Rev. Norman Callaway, who served Asbury from 1975 to 1980, also remembered special moments with children: “creating a Hong Kong apartment to Barbara Allred’s specifications in the sanctuary; and once, needing the right pitch for a song saying to Allen Schell “Give me a ‘D'” and every child present shouted back ‘D!'”
In 1973 the garden area north of the sanctuary was redone and expanded to accommodate more people at services. In 1979 a modular building was located to the south and east of the church to serve as conference room, Sunday School rooms and offices for the church staff.
In 1978 the Administration building was added. It provides office space, a conference room and a classroom. The old office became the Sunday School office and the minister’s office became the library and serves as day care space and a classroom. Rev. Jerry Carter served as the pastor in 1981 and 1982. Rev. Jack Timmons served as Associate Pastor in 1982 and 1983.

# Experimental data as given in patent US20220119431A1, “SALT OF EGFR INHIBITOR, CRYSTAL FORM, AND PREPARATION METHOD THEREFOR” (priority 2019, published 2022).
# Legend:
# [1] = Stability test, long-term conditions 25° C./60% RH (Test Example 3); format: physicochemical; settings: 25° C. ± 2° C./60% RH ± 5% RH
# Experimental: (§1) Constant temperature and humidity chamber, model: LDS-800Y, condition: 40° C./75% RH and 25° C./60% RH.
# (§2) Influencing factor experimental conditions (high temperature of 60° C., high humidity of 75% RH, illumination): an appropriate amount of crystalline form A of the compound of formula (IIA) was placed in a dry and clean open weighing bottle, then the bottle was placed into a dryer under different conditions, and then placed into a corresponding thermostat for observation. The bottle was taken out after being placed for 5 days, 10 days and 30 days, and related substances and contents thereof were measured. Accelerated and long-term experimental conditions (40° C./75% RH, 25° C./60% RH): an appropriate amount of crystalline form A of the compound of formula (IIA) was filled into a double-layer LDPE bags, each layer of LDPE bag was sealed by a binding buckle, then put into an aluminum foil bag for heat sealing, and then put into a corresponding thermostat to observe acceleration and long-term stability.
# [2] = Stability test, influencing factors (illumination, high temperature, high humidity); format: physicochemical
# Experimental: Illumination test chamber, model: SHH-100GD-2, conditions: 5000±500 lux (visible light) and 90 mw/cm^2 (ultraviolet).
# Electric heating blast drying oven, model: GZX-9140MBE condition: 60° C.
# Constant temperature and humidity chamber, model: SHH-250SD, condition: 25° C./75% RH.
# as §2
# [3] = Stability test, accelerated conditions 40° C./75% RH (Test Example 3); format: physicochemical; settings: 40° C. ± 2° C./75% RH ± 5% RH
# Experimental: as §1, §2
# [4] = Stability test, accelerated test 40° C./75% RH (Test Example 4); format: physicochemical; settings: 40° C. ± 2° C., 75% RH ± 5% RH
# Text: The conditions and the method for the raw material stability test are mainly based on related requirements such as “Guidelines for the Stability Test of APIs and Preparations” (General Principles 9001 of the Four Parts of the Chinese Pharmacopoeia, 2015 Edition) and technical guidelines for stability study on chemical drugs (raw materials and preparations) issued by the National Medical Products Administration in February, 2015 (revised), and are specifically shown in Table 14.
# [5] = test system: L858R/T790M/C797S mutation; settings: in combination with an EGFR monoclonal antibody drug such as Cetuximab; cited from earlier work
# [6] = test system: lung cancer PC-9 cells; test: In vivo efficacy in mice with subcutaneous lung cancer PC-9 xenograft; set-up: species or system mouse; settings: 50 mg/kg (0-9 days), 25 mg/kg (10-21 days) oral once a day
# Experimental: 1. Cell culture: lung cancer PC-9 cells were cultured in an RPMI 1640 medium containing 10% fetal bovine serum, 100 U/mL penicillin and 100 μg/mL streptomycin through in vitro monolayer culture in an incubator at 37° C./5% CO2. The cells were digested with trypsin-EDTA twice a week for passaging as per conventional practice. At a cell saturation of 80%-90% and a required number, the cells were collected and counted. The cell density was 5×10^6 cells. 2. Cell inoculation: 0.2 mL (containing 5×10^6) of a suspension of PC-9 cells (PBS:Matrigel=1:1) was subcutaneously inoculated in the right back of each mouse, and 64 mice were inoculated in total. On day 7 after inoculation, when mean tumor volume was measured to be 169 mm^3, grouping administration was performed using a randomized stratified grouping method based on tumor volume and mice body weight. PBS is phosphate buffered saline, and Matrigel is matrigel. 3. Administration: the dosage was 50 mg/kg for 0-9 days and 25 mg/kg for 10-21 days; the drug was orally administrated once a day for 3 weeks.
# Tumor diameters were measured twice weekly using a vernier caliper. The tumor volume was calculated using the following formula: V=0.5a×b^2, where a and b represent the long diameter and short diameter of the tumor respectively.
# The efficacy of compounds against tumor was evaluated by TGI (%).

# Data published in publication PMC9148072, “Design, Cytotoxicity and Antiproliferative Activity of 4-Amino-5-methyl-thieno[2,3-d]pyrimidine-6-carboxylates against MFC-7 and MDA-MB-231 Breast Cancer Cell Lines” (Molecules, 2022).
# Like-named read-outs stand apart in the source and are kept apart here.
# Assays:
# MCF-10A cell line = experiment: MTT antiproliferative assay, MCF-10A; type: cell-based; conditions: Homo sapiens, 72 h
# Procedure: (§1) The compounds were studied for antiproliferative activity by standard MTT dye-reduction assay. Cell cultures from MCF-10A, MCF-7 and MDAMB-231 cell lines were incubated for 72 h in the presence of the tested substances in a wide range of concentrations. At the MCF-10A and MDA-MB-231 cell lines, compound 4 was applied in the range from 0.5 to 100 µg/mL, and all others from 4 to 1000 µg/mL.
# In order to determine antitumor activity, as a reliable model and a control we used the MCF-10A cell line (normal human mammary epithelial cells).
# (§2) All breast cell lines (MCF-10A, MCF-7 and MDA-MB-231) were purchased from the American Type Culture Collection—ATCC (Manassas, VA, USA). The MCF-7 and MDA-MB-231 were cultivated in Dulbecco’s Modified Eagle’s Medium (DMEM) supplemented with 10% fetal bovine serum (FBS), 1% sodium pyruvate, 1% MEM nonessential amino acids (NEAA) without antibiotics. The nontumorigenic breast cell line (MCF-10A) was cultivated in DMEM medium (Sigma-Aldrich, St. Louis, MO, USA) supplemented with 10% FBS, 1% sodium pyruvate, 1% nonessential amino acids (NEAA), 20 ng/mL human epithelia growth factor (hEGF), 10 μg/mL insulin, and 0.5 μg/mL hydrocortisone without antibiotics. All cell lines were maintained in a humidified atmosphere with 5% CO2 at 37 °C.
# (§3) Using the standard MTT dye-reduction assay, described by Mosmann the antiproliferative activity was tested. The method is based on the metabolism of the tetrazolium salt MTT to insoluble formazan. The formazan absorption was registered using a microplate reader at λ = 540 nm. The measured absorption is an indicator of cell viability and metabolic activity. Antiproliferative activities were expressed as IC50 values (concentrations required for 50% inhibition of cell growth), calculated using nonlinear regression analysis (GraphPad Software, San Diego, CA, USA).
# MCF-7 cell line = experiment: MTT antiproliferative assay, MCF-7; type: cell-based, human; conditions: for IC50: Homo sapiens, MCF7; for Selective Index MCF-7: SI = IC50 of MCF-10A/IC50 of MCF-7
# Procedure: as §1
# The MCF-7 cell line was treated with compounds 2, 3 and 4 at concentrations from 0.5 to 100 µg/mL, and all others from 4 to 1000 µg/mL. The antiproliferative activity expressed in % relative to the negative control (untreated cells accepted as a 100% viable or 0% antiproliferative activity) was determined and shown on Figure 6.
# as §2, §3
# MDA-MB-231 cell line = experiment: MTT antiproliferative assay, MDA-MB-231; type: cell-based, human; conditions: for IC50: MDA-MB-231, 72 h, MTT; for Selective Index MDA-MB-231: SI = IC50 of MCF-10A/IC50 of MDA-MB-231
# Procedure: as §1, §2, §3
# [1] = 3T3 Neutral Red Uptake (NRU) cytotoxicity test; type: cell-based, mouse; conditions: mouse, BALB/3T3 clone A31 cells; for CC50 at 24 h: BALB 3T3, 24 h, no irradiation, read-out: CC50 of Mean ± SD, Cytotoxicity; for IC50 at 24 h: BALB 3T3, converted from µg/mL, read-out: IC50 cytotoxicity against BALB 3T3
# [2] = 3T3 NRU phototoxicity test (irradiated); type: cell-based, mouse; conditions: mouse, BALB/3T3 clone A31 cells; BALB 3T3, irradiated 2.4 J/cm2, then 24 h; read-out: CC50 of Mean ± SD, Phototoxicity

From 1982-84, a Facilities Committee, under the leadership of Elmond Holbrook, led Asbury in a major refurbishing project, including an upgrading of nursery rooms, remodeling of the chapel, interior and exterior painting throughout the church and landscaping additions. Rev. Dick Ernst became our Senior Pastor in 1983 and served for nine years until 1992. He was ably assisted by several Associate Pastors during this time. Rev. Pam Abbey served from 1984 to 1985. Donna Fado-Ivery served from 1986 to 1987. Rev. Chuck Johnstone served from 1988 to 1992.
Asbury’s New Sanctuary
In the winter of 1985, crowded classroom conditions led to a yearlong study of Asbury’s future building needs. A congregational decision was made in 1986 to move forward on the construction of two classroom buildings and a new sanctuary. A Building Committee, chaired by Dick Crawford, began meeting in early 1987. Nearly five years of dedicated effort by members of the Building Committee, sacrificial giving by the congregation, and the volunteer work of scores of persons, led by Paul Benson, culminated in construction of the upper elementary and youth classroom buildings and remodeling of the lower elementary building in 1989.